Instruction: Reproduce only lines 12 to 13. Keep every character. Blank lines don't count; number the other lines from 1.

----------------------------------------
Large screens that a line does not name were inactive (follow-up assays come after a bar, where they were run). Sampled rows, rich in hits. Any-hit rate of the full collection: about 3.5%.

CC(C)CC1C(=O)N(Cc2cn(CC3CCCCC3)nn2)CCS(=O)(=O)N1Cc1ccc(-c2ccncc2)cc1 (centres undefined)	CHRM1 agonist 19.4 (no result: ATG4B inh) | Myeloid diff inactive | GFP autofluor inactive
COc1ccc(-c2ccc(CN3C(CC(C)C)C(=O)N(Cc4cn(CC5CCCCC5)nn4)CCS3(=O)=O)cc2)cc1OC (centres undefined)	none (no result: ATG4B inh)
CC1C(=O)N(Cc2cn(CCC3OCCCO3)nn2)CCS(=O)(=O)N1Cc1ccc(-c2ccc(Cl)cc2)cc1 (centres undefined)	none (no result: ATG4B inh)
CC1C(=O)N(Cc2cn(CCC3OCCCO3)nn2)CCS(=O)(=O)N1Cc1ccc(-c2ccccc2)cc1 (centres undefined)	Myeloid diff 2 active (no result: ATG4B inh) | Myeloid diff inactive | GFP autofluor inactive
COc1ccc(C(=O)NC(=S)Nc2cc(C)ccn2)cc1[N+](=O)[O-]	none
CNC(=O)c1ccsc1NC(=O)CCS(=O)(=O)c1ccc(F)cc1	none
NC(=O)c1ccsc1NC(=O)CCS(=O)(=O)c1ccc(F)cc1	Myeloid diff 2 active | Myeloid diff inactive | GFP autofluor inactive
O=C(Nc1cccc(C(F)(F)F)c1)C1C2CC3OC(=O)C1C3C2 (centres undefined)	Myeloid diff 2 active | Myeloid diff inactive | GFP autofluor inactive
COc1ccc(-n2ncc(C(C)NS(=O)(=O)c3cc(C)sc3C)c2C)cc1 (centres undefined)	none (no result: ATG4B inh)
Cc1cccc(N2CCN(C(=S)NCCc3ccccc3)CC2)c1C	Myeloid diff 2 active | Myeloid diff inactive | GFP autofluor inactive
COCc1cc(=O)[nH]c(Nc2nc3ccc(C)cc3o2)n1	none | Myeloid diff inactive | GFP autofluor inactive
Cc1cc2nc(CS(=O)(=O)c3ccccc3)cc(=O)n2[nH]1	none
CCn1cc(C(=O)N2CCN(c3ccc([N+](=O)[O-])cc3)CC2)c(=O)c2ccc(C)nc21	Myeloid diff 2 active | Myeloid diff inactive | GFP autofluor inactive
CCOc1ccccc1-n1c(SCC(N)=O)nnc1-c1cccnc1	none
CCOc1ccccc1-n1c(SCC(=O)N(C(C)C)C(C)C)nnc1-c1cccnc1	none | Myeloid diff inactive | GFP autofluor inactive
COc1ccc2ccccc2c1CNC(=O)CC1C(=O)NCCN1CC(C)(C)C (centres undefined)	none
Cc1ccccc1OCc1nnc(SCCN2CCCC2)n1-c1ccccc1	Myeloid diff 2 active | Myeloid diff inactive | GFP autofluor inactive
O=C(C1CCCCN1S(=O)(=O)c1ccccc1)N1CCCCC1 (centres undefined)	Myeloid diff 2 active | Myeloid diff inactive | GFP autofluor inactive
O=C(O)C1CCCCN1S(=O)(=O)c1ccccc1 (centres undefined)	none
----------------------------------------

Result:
COCc1cc(=O)[nH]c(Nc2nc3ccc(C)cc3o2)n1	none | Myeloid diff inactive | GFP autofluor inactive
Cc1cc2nc(CS(=O)(=O)c3ccccc3)cc(=O)n2[nH]1	none